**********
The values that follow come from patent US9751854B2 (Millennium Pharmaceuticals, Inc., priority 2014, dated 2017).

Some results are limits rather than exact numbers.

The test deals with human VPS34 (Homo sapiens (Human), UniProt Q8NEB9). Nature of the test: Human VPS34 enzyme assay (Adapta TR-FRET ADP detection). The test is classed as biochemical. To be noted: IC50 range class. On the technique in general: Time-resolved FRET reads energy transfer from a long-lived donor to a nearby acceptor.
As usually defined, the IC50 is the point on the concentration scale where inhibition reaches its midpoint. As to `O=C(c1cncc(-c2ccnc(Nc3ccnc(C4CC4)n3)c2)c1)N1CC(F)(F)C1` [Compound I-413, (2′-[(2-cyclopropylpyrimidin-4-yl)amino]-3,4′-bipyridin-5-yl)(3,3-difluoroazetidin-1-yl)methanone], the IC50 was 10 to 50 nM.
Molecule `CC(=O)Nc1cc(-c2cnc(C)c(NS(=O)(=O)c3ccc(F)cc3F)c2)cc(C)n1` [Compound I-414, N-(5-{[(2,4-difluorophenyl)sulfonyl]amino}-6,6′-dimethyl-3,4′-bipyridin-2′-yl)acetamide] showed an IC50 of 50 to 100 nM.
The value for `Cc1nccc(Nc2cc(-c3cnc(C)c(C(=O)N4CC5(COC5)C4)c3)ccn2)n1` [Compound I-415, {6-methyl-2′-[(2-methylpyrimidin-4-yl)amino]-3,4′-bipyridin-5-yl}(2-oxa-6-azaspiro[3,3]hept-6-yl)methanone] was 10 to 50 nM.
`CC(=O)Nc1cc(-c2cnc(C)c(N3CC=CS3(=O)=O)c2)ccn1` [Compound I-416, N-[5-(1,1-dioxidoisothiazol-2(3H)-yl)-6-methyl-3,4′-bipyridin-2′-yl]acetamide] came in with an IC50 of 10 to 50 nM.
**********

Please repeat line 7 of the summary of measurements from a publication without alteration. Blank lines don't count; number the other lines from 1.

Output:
`CC(=O)Nc1cc(-c2cnc(C)c(N3CC=CS3(=O)=O)c2)ccn1` [Compound I-416, N-[5-(1,1-dioxidoisothiazol-2(3H)-yl)-6-methyl-3,4′-bipyridin-2′-yl]acetamide] came in with an IC50 of 10 to 50 nM.